Jazz Duo-Piano Series with Randy Weston and Rodney Kendrick


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New York, NY, 1/02/04––The Kaufman Center presents Monday Nites––No Minimum, a jazz series exploring the uncommon two-piano format. The four-evening series, featuring evocative pairings of a jazz piano legend with a contemporary star, kicked off on December 8 with Andrew Hill and Jason Moran performing for a full house. The series continues on Monday, February 9, with Randy Weston and Rodney Kendrick.

Kendrick considers himself to be disciple of Weston’s music and style. Weston is a living legend whose musical mentors were Duke Ellington and Thelonious Monk. Kendrick, who has perhaps studied Weston’s repertoire more than any other, considers Weston to be one of his “fathers” along with other such living legends as Barry Harris, Chris Anderson and Gil Coggins. The New York Times enthused, “Eccentricity is an unusual trait in jazz nowadays . . . Rodney Kendrick flirts with the avant-garde but is also enamored with the richness of swing . . .”

Regarding his forthcoming piano duet with Weston, Kendrick anticipates, “It can’t be anything but a learning experience, just to relinquish the spirit and go wherever (Weston) wants to go. He’s a master. The potential for this is amazing. “Anything can happen,” reiterates the 77-year-old Weston who embodies jazz history and represents the African roots and tradition of jazz like no other. Downbeat proclaimed, “When his solo music grows contemplative, it never loses its sense of inherent tension, internal drama and communicative strength . . . Weston always had one of the most palpable touches in jazz.”

Single tickets are $35; a three-concert subscription is $80. Merkin Concert Hall is located at 129 West 67 Street, between Broadway and Amsterdam. Call the Box Office at 212 501 3330 or order online at www.kaufman-center.org.

About Randy Weston
Randy Weston is one of the world’s foremost pianists and composers encompassing the vast rhythmic heritage of Africa. The 1990’s witnessed a string of recordings that exhibit his pioneering musical aspiration. Most notably, the release of Earth Birth, featuring The Montreal String Orchestra, and the release of the critically acclaimed Saga. In Volcano Blues, Randy Weston teamed up with long-time collaborator Melba Liston. In 1992 Randy Weston recorded The Splendid Master Gnawa Musicians of Morocco featuring nine hag’houges (guinbres) together with two percussionists. Randy Weston’s musical odyssey is another installment in an already amazing body of work. Mr. Weston’s first recording as a leader came in 1954 on Riverside Records––Randy Weston Plays Cole Porter––Cole Porter in a Modern Mood. It was in the 1950s, when Weston played around New York with Cecil Payne and Kenny Dorham, that he wrote many of his best-loved tunes, such as “Saucer Eyes,” “Pam’s Waltz,” “Little Niles” and “Hi-Fly.” The culmination of Randy Weston’s rich musical career has resulted in a America Jazz Masters Fellowship from the National Endowment for the Arts; the Arts Critics and Reviewers Association of Ghana (ACRAG) Black Music Star Award; a one-week residency and tribute concert at Harvard University; The French Order of Arts and Letters; a five-night tribute at The Montreal Jazz Festival; and Composer Of The Year from Downbeat Magazine in 1999 and 1996.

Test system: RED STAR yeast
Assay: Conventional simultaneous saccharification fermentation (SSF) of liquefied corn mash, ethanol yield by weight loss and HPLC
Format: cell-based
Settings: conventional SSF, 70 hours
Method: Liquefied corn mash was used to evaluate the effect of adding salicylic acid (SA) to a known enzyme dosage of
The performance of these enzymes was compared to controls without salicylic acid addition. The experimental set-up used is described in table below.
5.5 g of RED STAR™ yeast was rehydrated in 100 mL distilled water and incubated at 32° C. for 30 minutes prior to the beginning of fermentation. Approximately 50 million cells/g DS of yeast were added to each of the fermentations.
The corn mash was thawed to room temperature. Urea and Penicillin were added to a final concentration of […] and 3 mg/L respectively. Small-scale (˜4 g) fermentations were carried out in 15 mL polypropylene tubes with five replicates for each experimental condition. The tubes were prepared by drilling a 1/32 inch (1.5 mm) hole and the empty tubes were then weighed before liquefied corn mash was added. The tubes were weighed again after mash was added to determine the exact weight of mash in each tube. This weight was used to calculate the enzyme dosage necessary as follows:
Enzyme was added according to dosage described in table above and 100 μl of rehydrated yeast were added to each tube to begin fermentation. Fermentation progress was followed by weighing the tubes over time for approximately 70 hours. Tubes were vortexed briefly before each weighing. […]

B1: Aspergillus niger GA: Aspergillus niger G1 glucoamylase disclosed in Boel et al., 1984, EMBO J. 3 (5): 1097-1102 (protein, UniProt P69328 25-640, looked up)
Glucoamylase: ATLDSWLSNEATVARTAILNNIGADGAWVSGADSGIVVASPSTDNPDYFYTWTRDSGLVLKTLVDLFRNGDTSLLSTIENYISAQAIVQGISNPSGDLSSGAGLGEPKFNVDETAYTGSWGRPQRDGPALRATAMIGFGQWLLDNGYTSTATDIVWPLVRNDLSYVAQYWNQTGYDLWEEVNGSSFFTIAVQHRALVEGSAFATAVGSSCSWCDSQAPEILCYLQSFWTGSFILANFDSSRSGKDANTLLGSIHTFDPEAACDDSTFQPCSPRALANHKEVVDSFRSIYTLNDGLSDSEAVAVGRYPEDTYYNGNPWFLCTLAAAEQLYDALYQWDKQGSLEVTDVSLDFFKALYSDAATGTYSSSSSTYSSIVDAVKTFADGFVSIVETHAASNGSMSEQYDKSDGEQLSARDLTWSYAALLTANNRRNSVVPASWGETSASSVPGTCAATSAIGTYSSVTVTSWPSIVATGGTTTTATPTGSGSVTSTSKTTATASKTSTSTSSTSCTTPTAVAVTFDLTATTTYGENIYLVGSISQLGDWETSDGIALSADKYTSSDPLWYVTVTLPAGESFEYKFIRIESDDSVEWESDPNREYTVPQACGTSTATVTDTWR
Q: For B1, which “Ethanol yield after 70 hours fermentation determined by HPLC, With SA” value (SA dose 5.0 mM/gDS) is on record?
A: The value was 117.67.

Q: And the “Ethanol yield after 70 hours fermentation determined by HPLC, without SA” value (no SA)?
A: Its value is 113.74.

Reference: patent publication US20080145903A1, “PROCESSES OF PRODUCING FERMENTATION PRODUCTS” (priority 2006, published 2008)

About Rodney Kendrick
Raised in Miami, Florida, where his parents moved soon after his birth, Rodney Kendrick followed in his piano playing father’s footsteps after having first played drums. There was also a gospel singing tradition in the family and this stood him in good stead when, in the late 1970s, his early professional engagements found him working with soul artists such as James Brown and George Clinton. In the early 1980s, he moved to New York City where he studied with Barry Harris. Kendrick’s jazz gigs were in stellar company, including spells with George Benson, Freddie Hubbard and J. J. Johnson. In the early 1990s Kendrick was a member of Abbey Lincoln’s trio and he also began leading his own small group. A stylish player with subtly understated skills, Kendrick’s steady growth as a performer mark him down as a talent to watch in the early years of the twenty-first century.

About Merkin Concert Hall
Renowned for its acoustics, accessibility and innovative programming, Merkin Concert Hall is the recipient of multiple awards for Adventurous Programming, most recently from ASCAP/Chamber Music America in 2002–03. The Hall is a division of the Kaufman Center, which also includes the Lucy Moses School (a community arts school) and the Special Music School (a New York City public school for musically gifted children). A not-for-profit organization founded in 1952, the Kaufman Center occupies its own facility, the award-winning Goodman House, located in the heart of Manhattan’s Upper West Side. Through its three divisions, the Center is an unsurpassed cultural resource where people of all ages experience the joy of artistic creation, expression and appreciation.

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